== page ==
United States v. Lotempio, 58 F.2d 358 (W.D.N.Y. 1932)
March 31, 1932
LOTEMPIO et al.
District Court, W. D. New York.
Richard H. Templeton, U. S. Atty., of Buffalo, N. Y., and Joseph J. Doran, Asst. U. S. Atty., of Rochester, N. Y., for the United States.
Latona & Carlo, of Buffalo, N. Y., for defendants.
KNIGHT, District Judge.
On the petition of the plaintiff, this is the return of an order to show cause why the decision of the United States commissioner herein, discharging the defendants and determining that insufficient probable cause existed for the issuance of the search warrant, should not be vacated and set aside.
The decision of the commissioner is based upon the affidavit of two federal prohibition agents, upon which the search warrant was issued, and the testimony taken before the commissioner, given by one of such agents and another person named in the search warrant affidavit as having made some statement to said agents regarding the premises in question. This latter testimony was offered to affect the credibility of the agents.
The building in question was a seven-story concrete building. It was a business block, and in no respect was it used as a private dwelling.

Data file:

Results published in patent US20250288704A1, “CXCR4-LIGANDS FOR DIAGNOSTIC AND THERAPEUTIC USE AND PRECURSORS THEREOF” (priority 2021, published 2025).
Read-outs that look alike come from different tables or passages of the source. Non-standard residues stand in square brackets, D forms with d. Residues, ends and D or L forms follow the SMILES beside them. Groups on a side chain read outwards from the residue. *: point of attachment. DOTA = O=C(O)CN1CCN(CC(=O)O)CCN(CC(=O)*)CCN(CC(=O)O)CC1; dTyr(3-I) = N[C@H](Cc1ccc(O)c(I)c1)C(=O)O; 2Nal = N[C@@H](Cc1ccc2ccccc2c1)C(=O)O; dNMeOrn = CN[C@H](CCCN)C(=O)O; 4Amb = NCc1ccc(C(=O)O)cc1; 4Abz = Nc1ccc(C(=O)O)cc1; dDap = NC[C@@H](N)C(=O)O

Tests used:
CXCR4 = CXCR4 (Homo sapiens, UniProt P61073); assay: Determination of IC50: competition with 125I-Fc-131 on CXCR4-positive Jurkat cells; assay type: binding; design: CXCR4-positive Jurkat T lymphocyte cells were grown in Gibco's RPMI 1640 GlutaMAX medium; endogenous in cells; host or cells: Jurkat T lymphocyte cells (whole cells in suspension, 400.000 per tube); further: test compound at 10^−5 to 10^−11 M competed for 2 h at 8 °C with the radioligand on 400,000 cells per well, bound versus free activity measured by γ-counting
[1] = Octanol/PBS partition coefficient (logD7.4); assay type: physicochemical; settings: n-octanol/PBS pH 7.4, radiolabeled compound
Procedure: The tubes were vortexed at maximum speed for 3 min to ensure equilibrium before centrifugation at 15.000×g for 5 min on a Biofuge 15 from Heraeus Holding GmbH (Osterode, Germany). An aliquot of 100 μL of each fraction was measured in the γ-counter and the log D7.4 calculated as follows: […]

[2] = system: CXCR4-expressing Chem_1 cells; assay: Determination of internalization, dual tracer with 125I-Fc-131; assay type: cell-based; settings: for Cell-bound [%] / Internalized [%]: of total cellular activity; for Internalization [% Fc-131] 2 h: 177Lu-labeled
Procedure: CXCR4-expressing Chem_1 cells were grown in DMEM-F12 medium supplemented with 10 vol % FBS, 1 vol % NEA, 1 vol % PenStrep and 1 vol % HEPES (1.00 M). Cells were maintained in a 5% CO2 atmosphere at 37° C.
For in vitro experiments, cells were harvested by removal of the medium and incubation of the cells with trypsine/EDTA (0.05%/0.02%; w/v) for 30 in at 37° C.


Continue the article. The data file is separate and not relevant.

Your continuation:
The search warrant affidavit recites: That the two agents watched the building many hours during three consecutive days; that they heard operations being conducted in the building and "could hear hand pumps and motors working, the running of liquids into vats, the use of a chain hoist, the driving of staves and tightening the same usual to the erection of vats"; that at no time were lights visible from the outside of the building; that they saw packages wrapped in burlap taken into the building; that they saw a truck, apparently loaded, drive into the building and later drive away and return; that on each of three different days they smelled the odor of alcohol coming from the building. On the hearing before the commissioner, the prohibition agent there sworn testified in substance the same as hereinbefore stated.